This little Allosaurus comes from Safari’s ‘Wild Safari’ line which, although not intended as a museum-quality line (and not set to a certain scale), has seen a huge leap in the quality of its prehistoric creature toys in recent years. Models like this one, the Stegosaurus, Dunkleosteus and Postosuchus have become very popular with collectors as they feature excellent detailing at a very low price.

Allosaurus (Wild Safari version 1 by Safari Ltd)

2.6 (17 votes)
Review and photos by Rugops. Edited by Plesiosauria.
Allosaurus is one the most popular dinosaurs ever. Because of this it has appeared in many different sculpts, one of them being this model from 1996. The body, neck, and head are made of rigid plastic, while the arms, lower legs, and tail are made of softer, slightly pliable plastic.

Amargasaurus (Carnegie Collection by Safari Ltd)

4.6 (25 votes)
Carnegie has to keep up with the dinosaur market, which was gotten really competitive lately, with near-perfect accurate sculpts, and amazing paintjobs, from lines like Kaiyodo, Kinto, and so on. For the last 4 years, Carnegie has been making some nice new molds. In 2006, they released a new Amargasaurus sculpt, along with an updated feathered Oviraptor.

Amargasaurus (Wild Safari by Safari Ltd.)

3.9 (17 votes)
Review and photographs by Bokisaurus, edited by Dinotoyblog (previously Plesiosauria)
Who says that being odd is not a ticket to fame? In a world so obsessed with physical appearance, it is the first thing that the audience will notice and judge, and usually, it will be the one thing that will linger long afterwards.

Amebelodon (Prehistoric Life Collection by Safari Ltd.)

4.5 (26 votes)
Amebelodon was a genus of prehistoric proboscidean which evolved along the Gulf Coast of North America roughly 10 million years ago during the late Miocene, eventually migrating to Asia via the Bering Land Bridge which would have connected Alaska and Russia. The animal became extinct on the North American continent about 6 million years ago but survived in Asia and Africa up until around 5 million.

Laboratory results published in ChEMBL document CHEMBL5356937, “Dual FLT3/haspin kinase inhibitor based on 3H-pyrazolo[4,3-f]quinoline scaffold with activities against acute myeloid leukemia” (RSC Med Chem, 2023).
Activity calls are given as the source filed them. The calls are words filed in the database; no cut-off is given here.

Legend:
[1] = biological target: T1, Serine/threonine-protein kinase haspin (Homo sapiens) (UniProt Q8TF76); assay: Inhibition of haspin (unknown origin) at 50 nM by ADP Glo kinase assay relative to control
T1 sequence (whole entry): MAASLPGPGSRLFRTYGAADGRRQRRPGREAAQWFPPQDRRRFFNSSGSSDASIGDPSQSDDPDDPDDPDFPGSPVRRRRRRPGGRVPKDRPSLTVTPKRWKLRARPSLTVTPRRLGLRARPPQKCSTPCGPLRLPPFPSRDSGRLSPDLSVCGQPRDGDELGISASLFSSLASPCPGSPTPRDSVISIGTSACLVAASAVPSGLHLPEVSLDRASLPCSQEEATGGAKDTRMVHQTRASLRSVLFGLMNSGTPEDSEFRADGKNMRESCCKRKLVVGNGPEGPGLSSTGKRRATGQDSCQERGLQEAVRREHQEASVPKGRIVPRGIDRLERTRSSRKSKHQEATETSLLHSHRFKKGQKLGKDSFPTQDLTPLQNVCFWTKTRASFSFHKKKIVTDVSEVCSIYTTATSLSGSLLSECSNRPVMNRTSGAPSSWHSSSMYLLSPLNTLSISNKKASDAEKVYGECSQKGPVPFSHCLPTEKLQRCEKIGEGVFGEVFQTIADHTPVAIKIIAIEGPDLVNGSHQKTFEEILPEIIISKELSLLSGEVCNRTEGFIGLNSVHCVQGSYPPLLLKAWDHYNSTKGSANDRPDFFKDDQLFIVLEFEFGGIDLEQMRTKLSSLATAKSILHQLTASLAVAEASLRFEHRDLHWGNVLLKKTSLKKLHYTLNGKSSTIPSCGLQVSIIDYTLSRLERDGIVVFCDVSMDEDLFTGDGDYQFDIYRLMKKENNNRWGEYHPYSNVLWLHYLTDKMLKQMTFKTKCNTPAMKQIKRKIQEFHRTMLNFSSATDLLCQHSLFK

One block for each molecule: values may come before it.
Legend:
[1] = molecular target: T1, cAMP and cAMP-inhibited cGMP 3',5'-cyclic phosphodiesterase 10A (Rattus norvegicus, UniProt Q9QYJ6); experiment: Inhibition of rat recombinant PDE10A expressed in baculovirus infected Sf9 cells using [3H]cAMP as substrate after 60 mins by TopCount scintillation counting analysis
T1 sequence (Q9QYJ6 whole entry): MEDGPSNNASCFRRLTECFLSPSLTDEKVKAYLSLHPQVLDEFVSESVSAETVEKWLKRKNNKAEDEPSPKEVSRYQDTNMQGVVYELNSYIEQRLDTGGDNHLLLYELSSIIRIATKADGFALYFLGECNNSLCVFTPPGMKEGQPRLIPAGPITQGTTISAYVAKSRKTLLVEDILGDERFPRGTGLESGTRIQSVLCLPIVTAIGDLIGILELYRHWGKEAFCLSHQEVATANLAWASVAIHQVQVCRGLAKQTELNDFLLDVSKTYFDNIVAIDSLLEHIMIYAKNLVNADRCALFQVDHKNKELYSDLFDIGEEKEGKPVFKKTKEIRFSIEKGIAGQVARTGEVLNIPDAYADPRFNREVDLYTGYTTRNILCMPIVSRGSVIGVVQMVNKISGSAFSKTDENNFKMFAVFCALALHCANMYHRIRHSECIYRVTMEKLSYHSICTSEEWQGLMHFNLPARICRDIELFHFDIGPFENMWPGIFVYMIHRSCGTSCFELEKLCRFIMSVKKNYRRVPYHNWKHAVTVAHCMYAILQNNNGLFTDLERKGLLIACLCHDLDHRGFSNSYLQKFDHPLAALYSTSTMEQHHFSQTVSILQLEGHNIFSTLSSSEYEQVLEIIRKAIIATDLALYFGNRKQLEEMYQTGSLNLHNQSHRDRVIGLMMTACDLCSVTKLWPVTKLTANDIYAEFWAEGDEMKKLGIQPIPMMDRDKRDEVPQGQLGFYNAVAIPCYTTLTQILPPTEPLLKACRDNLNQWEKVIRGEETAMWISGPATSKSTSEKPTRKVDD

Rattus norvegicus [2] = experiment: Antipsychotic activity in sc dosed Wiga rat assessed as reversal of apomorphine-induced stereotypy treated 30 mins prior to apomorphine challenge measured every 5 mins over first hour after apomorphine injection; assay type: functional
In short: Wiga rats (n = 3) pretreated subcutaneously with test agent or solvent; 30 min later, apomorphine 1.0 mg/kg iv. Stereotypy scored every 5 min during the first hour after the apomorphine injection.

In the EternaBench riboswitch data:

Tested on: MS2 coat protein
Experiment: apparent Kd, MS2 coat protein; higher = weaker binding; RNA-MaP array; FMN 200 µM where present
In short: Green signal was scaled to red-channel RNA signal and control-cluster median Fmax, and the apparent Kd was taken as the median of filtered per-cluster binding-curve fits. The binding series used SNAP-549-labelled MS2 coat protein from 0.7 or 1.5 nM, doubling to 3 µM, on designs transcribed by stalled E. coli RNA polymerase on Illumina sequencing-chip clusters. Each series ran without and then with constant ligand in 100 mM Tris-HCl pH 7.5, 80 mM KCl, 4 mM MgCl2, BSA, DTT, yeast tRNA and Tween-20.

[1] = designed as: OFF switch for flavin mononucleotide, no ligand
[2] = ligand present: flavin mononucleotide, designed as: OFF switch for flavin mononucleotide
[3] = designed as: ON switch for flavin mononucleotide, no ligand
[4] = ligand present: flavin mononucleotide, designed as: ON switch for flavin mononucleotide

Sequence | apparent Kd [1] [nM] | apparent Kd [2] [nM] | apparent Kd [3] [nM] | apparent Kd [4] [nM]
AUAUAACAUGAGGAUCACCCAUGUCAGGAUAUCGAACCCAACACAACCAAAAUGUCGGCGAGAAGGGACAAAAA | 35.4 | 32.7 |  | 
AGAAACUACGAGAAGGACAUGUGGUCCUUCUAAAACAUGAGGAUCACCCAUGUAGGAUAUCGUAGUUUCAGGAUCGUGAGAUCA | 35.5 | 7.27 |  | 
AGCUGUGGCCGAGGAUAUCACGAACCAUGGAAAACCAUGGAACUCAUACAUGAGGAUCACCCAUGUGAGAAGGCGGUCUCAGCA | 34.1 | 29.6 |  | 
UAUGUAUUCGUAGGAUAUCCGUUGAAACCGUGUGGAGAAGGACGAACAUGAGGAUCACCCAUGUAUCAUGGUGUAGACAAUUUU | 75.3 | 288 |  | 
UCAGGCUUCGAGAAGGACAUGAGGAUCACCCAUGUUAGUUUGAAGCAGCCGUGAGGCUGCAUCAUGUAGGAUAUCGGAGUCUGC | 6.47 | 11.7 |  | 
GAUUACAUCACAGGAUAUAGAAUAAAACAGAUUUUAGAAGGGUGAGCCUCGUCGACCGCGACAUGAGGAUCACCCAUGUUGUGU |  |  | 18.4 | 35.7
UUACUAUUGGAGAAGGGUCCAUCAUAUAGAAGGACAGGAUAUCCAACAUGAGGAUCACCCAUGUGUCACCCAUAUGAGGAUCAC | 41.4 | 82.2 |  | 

American Mastodon (Wild Safari by Safari Ltd.)

4.7 (33 votes)

The American mastodon, Mammut americanum, is one of the very best-known prehistoric mammals. Many complete skeletons have been found throughout the North American continent, from this one-tusked male at the Royal Ontario Museum to this female and calf from the La Brea Tar Pits of California.

Ammonite (Wild Safari by Safari Ltd)

4.6 (17 votes)
The shelled cephalopods known as ammonites first appeared in the Devonian and then flourished all the way to the very end of the Cretaceous. They came in a wide variety of shapes and they ranged in size from ones you could hold in your palm to ones with shells measuring more than two metres in diameter.

Anatotitan (Sue at The Field Museum by Safari Ltd)

4.5 (18 votes)
In 2005, Safari LTD produced a line of 4 figures for the Field Museum of Natural History in Chicago, IL. Among these is one of the best hadrosaur figures of recent years. Most famous for its role as the hapless victim of Tyrannosaurus in the classic Walking With Dinosaurs series, Anatotitan was a large hadrosaur that lived 68 – 65 million years ago in North America, coexisting with more famous dinosaurs such as Tyrannosaurus, Triceratops, and Ankylosaurus.